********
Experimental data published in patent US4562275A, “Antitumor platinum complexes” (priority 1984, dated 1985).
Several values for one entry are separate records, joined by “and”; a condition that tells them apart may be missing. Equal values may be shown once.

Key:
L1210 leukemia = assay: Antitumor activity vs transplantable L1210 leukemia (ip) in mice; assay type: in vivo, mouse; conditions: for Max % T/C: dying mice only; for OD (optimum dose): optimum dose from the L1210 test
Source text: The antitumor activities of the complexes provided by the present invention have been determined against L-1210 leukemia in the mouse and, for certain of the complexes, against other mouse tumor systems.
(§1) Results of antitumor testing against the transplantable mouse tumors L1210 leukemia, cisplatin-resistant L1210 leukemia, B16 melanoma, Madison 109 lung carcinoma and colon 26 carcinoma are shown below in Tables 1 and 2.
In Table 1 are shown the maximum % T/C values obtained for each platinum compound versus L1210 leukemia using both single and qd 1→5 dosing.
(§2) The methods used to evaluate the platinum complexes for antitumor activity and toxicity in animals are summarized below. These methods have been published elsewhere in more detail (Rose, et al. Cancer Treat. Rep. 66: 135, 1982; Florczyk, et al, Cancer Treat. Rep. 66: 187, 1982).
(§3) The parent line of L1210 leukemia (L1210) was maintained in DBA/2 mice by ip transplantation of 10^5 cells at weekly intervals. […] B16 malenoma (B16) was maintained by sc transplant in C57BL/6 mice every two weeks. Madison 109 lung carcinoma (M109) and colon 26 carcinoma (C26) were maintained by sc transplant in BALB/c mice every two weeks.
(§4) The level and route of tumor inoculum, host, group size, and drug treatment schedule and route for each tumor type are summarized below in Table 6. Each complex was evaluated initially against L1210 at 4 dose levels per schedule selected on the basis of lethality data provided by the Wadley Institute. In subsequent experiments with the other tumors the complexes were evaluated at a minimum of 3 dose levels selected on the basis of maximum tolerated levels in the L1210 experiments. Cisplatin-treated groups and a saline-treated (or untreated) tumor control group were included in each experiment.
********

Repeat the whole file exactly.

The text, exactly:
Experimental data published in patent US4562275A, “Antitumor platinum complexes” (priority 1984, dated 1985).
Several values for one entry are separate records, joined by “and”; a condition that tells them apart may be missing. Equal values may be shown once.

Key:
L1210 leukemia = assay: Antitumor activity vs transplantable L1210 leukemia (ip) in mice; assay type: in vivo, mouse; conditions: for Max % T/C: dying mice only; for OD (optimum dose): optimum dose from the L1210 test
Source text: The antitumor activities of the complexes provided by the present invention have been determined against L-1210 leukemia in the mouse and, for certain of the complexes, against other mouse tumor systems.
(§1) Results of antitumor testing against the transplantable mouse tumors L1210 leukemia, cisplatin-resistant L1210 leukemia, B16 melanoma, Madison 109 lung carcinoma and colon 26 carcinoma are shown below in Tables 1 and 2.
In Table 1 are shown the maximum % T/C values obtained for each platinum compound versus L1210 leukemia using both single and qd 1→5 dosing.
(§2) The methods used to evaluate the platinum complexes for antitumor activity and toxicity in animals are summarized below. These methods have been published elsewhere in more detail (Rose, et al. Cancer Treat. Rep. 66: 135, 1982; Florczyk, et al, Cancer Treat. Rep. 66: 187, 1982).
(§3) The parent line of L1210 leukemia (L1210) was maintained in DBA/2 mice by ip transplantation of 10^5 cells at weekly intervals. […] B16 malenoma (B16) was maintained by sc transplant in C57BL/6 mice every two weeks. Madison 109 lung carcinoma (M109) and colon 26 carcinoma (C26) were maintained by sc transplant in BALB/c mice every two weeks.
(§4) The level and route of tumor inoculum, host, group size, and drug treatment schedule and route for each tumor type are summarized below in Table 6. Each complex was evaluated initially against L1210 at 4 dose levels per schedule selected on the basis of lethality data provided by the Wadley Institute. In subsequent experiments with the other tumors the complexes were evaluated at a minimum of 3 dose levels selected on the basis of maximum tolerated levels in the L1210 experiments. Cisplatin-treated groups and a saline-treated (or untreated) tumor control group were included in each experiment.